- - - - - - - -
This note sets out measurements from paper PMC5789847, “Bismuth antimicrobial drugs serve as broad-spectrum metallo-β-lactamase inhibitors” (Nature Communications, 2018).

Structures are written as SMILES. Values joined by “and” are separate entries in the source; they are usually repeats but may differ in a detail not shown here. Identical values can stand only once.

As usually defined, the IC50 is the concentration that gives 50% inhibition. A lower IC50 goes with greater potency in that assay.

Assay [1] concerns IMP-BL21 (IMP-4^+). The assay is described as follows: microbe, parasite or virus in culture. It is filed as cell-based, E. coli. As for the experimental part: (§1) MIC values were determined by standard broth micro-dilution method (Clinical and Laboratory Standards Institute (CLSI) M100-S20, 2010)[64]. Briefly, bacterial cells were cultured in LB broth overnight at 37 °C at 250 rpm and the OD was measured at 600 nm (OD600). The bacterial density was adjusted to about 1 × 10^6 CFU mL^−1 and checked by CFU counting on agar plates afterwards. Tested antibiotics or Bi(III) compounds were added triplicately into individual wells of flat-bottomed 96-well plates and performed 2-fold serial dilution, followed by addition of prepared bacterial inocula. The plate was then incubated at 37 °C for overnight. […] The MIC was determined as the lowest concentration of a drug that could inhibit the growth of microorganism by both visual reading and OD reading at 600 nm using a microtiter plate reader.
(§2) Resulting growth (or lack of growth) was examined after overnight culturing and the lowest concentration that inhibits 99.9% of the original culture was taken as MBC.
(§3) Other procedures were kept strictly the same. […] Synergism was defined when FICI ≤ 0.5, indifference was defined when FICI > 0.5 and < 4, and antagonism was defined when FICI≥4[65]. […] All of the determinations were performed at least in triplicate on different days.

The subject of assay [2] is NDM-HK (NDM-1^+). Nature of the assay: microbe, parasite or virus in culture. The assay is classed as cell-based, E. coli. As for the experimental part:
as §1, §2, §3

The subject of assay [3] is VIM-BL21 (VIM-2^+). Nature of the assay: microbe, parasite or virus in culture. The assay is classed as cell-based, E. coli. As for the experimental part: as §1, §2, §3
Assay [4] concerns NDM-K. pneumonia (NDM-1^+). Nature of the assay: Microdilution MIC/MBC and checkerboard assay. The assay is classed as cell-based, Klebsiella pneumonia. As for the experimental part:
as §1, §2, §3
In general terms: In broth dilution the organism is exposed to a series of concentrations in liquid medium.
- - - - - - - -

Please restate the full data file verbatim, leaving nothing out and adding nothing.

This note sets out measurements from paper PMC5789847, “Bismuth antimicrobial drugs serve as broad-spectrum metallo-β-lactamase inhibitors” (Nature Communications, 2018).

Structures are written as SMILES. Values joined by “and” are separate entries in the source; they are usually repeats but may differ in a detail not shown here. Identical values can stand only once.

As usually defined, the IC50 is the concentration that gives 50% inhibition. A lower IC50 goes with greater potency in that assay.

Assay [1] concerns IMP-BL21 (IMP-4^+). The assay is described as follows: microbe, parasite or virus in culture. It is filed as cell-based, E. coli. As for the experimental part: (§1) MIC values were determined by standard broth micro-dilution method (Clinical and Laboratory Standards Institute (CLSI) M100-S20, 2010)[64]. Briefly, bacterial cells were cultured in LB broth overnight at 37 °C at 250 rpm and the OD was measured at 600 nm (OD600). The bacterial density was adjusted to about 1 × 10^6 CFU mL^−1 and checked by CFU counting on agar plates afterwards. Tested antibiotics or Bi(III) compounds were added triplicately into individual wells of flat-bottomed 96-well plates and performed 2-fold serial dilution, followed by addition of prepared bacterial inocula. The plate was then incubated at 37 °C for overnight. […] The MIC was determined as the lowest concentration of a drug that could inhibit the growth of microorganism by both visual reading and OD reading at 600 nm using a microtiter plate reader.
(§2) Resulting growth (or lack of growth) was examined after overnight culturing and the lowest concentration that inhibits 99.9% of the original culture was taken as MBC.
(§3) Other procedures were kept strictly the same. […] Synergism was defined when FICI ≤ 0.5, indifference was defined when FICI > 0.5 and < 4, and antagonism was defined when FICI≥4[65]. […] All of the determinations were performed at least in triplicate on different days.

The subject of assay [2] is NDM-HK (NDM-1^+). Nature of the assay: microbe, parasite or virus in culture. The assay is classed as cell-based, E. coli. As for the experimental part:
as §1, §2, §3

The subject of assay [3] is VIM-BL21 (VIM-2^+). Nature of the assay: microbe, parasite or virus in culture. The assay is classed as cell-based, E. coli. As for the experimental part: as §1, §2, §3
Assay [4] concerns NDM-K. pneumonia (NDM-1^+). Nature of the assay: Microdilution MIC/MBC and checkerboard assay. The assay is classed as cell-based, Klebsiella pneumonia. As for the experimental part:
as §1, §2, §3
In general terms: In broth dilution the organism is exposed to a series of concentrations in liquid medium.